couldn’t see. She was also in a wheelchair so she could not walk. And so, having to find a way to get the guitar she had into the seat that she was the chair she was in, having to fit her fingers. She was kind of a slightly overweight child and she was a little, slightly older than me at the time. She was associate, wasn’t a child, but she, had many disabilities, many, many challenges, yet she did learn to play. And so I think I just learned in that with that particular student about myself and I learned about her, you know, and the, the, the drive a human can have, a person can have despite the disability, despite the hindrances or despite the adversity. What I learned with, my first year, I only had two, I think two students. My first year of giving guitar lessons. I learned that, you know, it’s, it’s crucial to have a plan and to know what you’re going to teach before you teach it.This, this helps to kind of save time and effort. 


It also saves you from being fired from the job, so to speak, or you know, the student being unhappy with the progress and maybe the, this expediency of the pro, the progress, you know, it comes to guitar lessons. I’ve learned that people really want to see results fast and they just want to get from a to B. They’re not very patient, but some are more patient than others. So have a plan. Having a plan is what I really learned to.I learned that, you know, when it comes to people, if the, whatever you set your mind to, you can really go about achieving and achieve it. You know, there’s no, there are physical hindrances, but there are other ways to still learn and get things done. So that was a huge learning year for me. I also had other students, I had, you know, a student of my own family who was five at the time and I was teaching her Ukulele, but still kind of a guitar instrument. 


We ended up getting her a smaller guitar and, I just learned in that time, you know, with her being four as opposed to 20 as a 20 year old, you know, that five-year-olds are very, they have very short attention spans and that, you know, lessons for this age group of say, you know, five to 10 to 11 kind of need to be rather quick and shifty. You know, they kind of, we need to kind of keep them simple and do some and they need to be also more fun. You know, kids like fun, they don’t really have a, they have a short attention span of probably 30 seconds. And then that 30 seconds it’s really important that you hit you, you, you captivate them in that first 30 seconds of the guitar lesson and that you give them something that they can do immediately.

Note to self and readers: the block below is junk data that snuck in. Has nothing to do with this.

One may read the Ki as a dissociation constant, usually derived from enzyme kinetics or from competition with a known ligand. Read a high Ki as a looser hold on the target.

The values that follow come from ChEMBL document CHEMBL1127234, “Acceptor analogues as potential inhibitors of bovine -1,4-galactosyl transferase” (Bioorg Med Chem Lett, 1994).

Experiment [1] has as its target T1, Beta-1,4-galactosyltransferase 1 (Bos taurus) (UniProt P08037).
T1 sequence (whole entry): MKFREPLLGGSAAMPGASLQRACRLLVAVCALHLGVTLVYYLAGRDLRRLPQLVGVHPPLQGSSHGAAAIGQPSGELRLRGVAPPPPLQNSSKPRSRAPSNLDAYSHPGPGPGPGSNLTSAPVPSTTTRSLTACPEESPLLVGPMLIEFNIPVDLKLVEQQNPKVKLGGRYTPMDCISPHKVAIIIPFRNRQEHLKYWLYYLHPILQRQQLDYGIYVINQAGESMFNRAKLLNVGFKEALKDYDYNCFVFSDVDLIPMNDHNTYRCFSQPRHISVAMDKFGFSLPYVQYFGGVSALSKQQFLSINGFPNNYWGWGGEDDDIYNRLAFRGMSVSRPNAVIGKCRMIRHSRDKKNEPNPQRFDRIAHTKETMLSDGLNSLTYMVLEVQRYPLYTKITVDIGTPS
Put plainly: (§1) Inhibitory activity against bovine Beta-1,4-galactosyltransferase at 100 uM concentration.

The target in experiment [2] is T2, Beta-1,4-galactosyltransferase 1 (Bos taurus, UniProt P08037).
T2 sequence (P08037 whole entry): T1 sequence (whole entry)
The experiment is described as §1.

And also find fun. So whether that be starting with one string and playing Mary had a little lamb or something simple like happy birthday, you know,  letting the repertoire be a very, very simple repertoire as opposed to complicated. When it comes to kids you want to enter in with the angle of fun and simple. So that was with kids and you know, as I began to teach longer, I got more students with different age groups. I feel like I’ve gotten every single age group so far. Even when it comes to seventies, I have students who are you know, eight all the way to 70, and I have, probably taught about 30 to a hundred people since then, but are since, you know, in that five years. And so it’s just been very, very eyeopening and just, you know, age groups on understanding what age groups there are and also kind of how they are, meaning attention span, styles of music that they like with thick age group sees is fun, you know, group is, is really huge. 


And understanding also take the individual approach as to how they specifically learn. Because I learned that, you know, there are many different learning styles. There are about five. And so I ended up, you know, over the course of five years, I want to say I really, to get ahead of the curve. I really had to research and study and become a student myself of, of students, a student of students or a teacher or, you know, I had to really understand my audience, so to speak. And so I continue even to this day to do research on who I am teaching so that I can be ahead of the curve and kind of be more efficient when it comes to teaching. I also research, you know, how to teach better, how, what, how to formulate, how to form lessons. That’s it.